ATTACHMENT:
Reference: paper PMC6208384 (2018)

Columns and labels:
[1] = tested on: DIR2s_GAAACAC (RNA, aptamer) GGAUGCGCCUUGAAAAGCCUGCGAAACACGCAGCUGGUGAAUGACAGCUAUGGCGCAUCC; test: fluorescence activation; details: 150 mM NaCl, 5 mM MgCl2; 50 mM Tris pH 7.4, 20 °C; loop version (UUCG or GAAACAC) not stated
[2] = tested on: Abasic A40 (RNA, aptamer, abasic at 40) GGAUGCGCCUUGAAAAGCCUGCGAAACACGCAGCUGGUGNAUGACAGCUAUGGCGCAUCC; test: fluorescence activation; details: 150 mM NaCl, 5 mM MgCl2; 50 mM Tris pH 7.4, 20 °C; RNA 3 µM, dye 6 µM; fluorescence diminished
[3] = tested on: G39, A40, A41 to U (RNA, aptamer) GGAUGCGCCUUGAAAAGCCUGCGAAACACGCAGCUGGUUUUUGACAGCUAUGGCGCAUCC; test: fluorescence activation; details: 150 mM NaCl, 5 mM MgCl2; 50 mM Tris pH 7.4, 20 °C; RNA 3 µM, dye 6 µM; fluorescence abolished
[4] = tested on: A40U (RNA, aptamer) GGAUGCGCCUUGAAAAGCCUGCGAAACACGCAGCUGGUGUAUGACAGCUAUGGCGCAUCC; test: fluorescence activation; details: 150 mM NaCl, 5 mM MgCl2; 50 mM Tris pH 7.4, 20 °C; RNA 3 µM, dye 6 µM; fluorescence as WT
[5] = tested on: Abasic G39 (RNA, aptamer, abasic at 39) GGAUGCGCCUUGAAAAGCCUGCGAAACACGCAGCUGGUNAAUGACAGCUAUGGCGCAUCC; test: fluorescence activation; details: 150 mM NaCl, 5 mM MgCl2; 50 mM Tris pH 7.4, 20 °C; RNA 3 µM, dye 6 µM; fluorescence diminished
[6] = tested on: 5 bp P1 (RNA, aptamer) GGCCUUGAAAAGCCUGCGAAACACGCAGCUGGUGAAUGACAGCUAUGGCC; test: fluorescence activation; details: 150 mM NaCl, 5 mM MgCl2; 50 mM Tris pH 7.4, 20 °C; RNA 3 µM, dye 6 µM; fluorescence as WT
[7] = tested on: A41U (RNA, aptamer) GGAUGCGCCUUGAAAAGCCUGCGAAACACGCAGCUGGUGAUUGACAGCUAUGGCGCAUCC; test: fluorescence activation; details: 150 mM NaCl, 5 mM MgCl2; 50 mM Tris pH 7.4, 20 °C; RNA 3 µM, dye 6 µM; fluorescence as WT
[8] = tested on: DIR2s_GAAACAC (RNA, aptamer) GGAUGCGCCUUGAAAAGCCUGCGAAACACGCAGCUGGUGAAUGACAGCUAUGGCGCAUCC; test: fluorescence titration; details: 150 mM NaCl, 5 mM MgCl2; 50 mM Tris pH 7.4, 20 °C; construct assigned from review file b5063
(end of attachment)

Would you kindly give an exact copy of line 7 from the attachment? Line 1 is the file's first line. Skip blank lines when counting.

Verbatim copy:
[5] = tested on: Abasic G39 (RNA, aptamer, abasic at 39) GGAUGCGCCUUGAAAAGCCUGCGAAACACGCAGCUGGUNAAUGACAGCUAUGGCGCAUCC; test: fluorescence activation; details: 150 mM NaCl, 5 mM MgCl2; 50 mM Tris pH 7.4, 20 °C; RNA 3 µM, dye 6 µM; fluorescence diminished